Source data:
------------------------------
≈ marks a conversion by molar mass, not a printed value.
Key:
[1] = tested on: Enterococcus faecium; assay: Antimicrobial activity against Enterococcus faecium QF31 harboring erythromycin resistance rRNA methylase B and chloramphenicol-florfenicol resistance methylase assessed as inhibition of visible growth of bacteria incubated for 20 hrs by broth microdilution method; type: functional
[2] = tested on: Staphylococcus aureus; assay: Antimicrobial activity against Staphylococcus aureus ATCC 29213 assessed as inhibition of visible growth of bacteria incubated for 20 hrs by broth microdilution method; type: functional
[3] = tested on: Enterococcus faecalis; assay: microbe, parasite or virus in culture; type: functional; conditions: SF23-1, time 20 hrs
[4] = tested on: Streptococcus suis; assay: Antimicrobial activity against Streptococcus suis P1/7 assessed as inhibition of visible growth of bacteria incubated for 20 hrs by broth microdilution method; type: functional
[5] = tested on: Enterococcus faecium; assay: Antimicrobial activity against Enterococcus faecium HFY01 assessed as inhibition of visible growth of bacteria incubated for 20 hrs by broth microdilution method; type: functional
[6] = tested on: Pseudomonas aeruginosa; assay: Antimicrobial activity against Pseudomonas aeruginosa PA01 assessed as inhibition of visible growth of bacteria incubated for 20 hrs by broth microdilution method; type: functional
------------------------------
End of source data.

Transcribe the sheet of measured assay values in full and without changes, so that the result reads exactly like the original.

≈ marks a conversion by molar mass, not a printed value.
Key:
[1] = tested on: Enterococcus faecium; assay: Antimicrobial activity against Enterococcus faecium QF31 harboring erythromycin resistance rRNA methylase B and chloramphenicol-florfenicol resistance methylase assessed as inhibition of visible growth of bacteria incubated for 20 hrs by broth microdilution method; type: functional
[2] = tested on: Staphylococcus aureus; assay: Antimicrobial activity against Staphylococcus aureus ATCC 29213 assessed as inhibition of visible growth of bacteria incubated for 20 hrs by broth microdilution method; type: functional
[3] = tested on: Enterococcus faecalis; assay: microbe, parasite or virus in culture; type: functional; conditions: SF23-1, time 20 hrs
[4] = tested on: Streptococcus suis; assay: Antimicrobial activity against Streptococcus suis P1/7 assessed as inhibition of visible growth of bacteria incubated for 20 hrs by broth microdilution method; type: functional
[5] = tested on: Enterococcus faecium; assay: Antimicrobial activity against Enterococcus faecium HFY01 assessed as inhibition of visible growth of bacteria incubated for 20 hrs by broth microdilution method; type: functional
[6] = tested on: Pseudomonas aeruginosa; assay: Antimicrobial activity against Pseudomonas aeruginosa PA01 assessed as inhibition of visible growth of bacteria incubated for 20 hrs by broth microdilution method; type: functional